When couples decide to use a surrogate, the typical contract will contain a clause (what many consider to be an unconscionable clause) to terminate for "medical reasons" or "to selectively reduce one of multiple fetuses" at the request of the intended parents. This, what if is open to opinions as to what is considered a medical reason? More importantly, this clause is much too hypothetical.

As using surrogates become more and more common, particularly with LGBT couples, these conflicts are going to be more predominant. We're heading into uncharted territories and laws are going to have to be established. If the possible reality comes to fruition that the child may be deemed "un-perfect" by the intended parents, the surrogate may feel differently from what she hypothetically signed up for. All couples considering using a surrogate should understand this clearly before they enter into a contract.

In my opinion, "terminating" should always be at the discretion of the surrogate who is responsible for the growing inside of her. The right to choose doesn't necessarily mean choosing to terminate. She can choose life as well and no one should attempt to take away her choice regardless of any business arrangement or biological link. It is her body.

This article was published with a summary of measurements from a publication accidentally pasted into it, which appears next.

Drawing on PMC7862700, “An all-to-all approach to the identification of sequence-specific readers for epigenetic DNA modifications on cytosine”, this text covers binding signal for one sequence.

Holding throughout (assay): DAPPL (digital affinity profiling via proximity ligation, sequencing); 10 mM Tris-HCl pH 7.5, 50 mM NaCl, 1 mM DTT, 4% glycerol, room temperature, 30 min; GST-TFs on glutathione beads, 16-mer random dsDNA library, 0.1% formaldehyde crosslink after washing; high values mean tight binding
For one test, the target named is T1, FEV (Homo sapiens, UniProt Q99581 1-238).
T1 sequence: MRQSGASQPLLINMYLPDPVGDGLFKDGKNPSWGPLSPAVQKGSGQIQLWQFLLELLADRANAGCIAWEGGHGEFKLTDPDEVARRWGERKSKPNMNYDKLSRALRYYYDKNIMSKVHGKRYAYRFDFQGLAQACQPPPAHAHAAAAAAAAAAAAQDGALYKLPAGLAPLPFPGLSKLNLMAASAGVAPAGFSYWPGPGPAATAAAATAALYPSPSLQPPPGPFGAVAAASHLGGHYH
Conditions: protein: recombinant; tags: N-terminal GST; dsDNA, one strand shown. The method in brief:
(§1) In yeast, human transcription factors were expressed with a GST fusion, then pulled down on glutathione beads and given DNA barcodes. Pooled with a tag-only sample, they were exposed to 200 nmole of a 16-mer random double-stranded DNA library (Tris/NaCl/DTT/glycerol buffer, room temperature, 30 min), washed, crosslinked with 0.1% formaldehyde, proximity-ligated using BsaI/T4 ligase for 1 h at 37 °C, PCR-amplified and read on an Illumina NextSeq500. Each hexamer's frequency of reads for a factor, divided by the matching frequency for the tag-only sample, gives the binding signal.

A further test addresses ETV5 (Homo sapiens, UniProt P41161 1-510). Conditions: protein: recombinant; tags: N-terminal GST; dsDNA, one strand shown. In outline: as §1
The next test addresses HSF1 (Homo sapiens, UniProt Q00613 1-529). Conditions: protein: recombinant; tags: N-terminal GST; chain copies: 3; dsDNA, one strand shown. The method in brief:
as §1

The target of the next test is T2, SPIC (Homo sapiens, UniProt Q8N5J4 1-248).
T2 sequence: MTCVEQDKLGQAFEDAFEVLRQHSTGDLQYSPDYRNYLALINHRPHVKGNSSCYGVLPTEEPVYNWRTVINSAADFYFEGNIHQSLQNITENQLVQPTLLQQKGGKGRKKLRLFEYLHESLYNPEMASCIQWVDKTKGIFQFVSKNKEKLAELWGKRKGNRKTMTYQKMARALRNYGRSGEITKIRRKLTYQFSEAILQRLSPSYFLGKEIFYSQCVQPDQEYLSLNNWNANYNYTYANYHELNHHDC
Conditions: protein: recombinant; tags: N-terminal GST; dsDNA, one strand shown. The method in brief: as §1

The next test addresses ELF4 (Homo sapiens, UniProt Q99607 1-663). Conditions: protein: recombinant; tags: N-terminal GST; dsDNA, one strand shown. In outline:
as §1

Intended parents need to be mindful ahead of time that there is no such thing as a designer baby, you get what you get -- be open-minded (hearted) and grateful. They must understand that if the baby is "imperfect," regardless if the surrogate agreed to hypothetically ahead of time to terminate the surrogate may feel differently when that hypothetical becomes reality and ultimately the intended parents have no choice. Putting pressure on the surrogate can have further negative consequences.

If intended parents are lucky, they may learn the lesson Delaney taught me; that "imperfect" child may open their hearts and pride to a love they would never have known and their lives may change for the better.

I, for one cannot imagine a world without Delaney in it.